Author: mamanning1

The Long Blue Line: Keeper Miles—working with a disability in the 1800s

Illustration of a man with prosthetic leg climbing a ladder. (A.A. Marks Company 1888)

Born in Charleston, South Carolina, in 1845, John Miles was a keeper in the United States Lighthouse Service who continued to serve after losing his leg. After the Civil War, Miles lived in Fernandina, Florida, and served at Amelia Island’s North Range Lights located in the extreme northeast corner of Florida. There he lived and worked from 1873 into the 1880s and likely until his death in 1895.

The Long Blue Line: America’s first ice ships and icebreakers

Color photograph of Northland, with cut-down masts, sitting in the ice in World War II’s Greenland Patrol. (U.S. Coast Guard)

During the Age of Sail, the seasonal pattern of icebound winters froze-in merchant vessels and reduced the wintertime demand for revenue cutters on the Great Lakes, in the Northeast and in the Mid-Atlantic States. In some cases, cutters were decommissioned in December, winterized and their crews dismissed until the spring thaw.

HRDD: Petty Officer 2nd Class Luis Ortiz

Petty Officer 2nd Class Luis Ortiz is interviewed after being selected as the recipient of the Coast Guard’s 2019 National Image Meritorious Service Award.

Ortiz reflects the Coast Guard’s commitment with the boating communities making sure to stimulate awareness between local boaters on the area. His devotion to duty sets the example for other members of his unit and sets a standard to look for in other units.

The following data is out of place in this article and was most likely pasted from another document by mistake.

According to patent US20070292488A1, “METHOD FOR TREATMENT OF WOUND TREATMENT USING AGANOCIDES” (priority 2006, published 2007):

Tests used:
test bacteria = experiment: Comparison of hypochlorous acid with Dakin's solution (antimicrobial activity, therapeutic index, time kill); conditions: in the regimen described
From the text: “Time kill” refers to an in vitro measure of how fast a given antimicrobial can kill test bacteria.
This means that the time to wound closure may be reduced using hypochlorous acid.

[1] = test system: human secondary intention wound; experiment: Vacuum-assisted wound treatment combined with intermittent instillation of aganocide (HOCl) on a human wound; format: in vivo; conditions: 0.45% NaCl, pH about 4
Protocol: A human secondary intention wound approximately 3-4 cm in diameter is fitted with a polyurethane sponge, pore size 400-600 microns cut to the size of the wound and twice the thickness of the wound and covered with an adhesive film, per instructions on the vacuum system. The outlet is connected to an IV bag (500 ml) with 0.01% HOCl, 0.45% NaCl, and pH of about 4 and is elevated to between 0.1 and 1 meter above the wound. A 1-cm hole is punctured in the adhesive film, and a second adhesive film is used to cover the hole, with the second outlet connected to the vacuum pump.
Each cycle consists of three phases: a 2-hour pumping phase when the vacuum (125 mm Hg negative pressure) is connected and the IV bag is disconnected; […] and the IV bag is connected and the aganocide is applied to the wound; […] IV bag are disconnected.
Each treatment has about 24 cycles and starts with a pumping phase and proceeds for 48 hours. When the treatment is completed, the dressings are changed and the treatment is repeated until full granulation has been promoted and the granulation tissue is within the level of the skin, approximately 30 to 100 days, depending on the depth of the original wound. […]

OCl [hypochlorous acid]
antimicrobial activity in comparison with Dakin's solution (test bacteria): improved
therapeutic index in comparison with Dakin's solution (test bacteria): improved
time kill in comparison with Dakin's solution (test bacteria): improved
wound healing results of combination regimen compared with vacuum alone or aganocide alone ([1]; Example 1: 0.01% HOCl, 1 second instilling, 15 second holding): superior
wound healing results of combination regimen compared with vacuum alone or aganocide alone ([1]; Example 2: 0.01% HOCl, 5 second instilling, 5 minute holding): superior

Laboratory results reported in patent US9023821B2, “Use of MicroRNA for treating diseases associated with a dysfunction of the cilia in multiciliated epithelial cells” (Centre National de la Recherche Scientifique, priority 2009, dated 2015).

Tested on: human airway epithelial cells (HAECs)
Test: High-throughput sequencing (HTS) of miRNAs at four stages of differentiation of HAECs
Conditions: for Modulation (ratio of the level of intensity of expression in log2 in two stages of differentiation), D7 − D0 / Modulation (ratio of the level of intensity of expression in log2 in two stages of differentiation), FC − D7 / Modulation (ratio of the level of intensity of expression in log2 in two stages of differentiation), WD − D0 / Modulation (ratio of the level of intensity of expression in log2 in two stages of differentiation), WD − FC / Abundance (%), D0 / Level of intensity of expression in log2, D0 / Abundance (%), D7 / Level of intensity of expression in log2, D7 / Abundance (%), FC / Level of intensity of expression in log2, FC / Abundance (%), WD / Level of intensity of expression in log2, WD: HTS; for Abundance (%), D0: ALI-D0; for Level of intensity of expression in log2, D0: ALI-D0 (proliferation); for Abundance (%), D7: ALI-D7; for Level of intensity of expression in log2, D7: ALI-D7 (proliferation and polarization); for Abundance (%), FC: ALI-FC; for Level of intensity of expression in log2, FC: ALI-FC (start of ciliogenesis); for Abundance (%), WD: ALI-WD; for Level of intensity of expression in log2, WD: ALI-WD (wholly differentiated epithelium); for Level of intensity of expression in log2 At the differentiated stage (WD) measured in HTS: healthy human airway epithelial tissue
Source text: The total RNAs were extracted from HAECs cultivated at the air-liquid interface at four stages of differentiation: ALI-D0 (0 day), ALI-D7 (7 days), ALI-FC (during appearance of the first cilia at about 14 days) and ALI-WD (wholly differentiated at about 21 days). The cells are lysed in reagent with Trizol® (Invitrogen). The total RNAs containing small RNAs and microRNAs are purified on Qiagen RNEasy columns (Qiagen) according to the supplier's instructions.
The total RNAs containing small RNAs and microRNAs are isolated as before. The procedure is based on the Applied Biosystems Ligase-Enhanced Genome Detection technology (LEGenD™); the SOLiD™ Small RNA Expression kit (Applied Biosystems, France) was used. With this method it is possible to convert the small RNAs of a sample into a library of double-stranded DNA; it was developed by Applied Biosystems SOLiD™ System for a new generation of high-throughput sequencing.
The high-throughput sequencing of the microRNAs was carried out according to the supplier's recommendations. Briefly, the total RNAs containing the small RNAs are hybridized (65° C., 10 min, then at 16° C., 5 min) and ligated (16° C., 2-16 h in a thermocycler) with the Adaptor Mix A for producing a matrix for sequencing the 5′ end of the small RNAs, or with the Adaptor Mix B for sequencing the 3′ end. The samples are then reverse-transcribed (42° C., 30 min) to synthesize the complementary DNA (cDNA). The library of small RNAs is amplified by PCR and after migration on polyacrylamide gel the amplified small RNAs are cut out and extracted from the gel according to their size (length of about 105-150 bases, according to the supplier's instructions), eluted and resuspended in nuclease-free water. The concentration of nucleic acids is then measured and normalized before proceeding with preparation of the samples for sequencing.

The Long Blue Line: Coast Guard—the “North Carolina Navy”

Photo of the new Fast Response Cutter Richard Etheridge, named for the famed North Carolina Lifesaving Station keeper. (Coast Guard photo)

The Coast Guard’s history is closely tied to the State of North Carolina. This connection dates back to 1790 and the men and women who have served at the many stations and bases along the coast and eastern side of North Carolina.

The Long Blue Line: DC3 Bruckenthal’s “Brick”

Work began in February. The brick was scrubbed and wire brushed and washed for preparation. A coat of off-white primer was applied and let dry and a second coat applied. The stenciling happened over several nights in between underway duty and watches. We worked and listened to music and drank coffee late into the night to finish our labor of love and respect. We thought we had until the end of our deployment to finish the brick.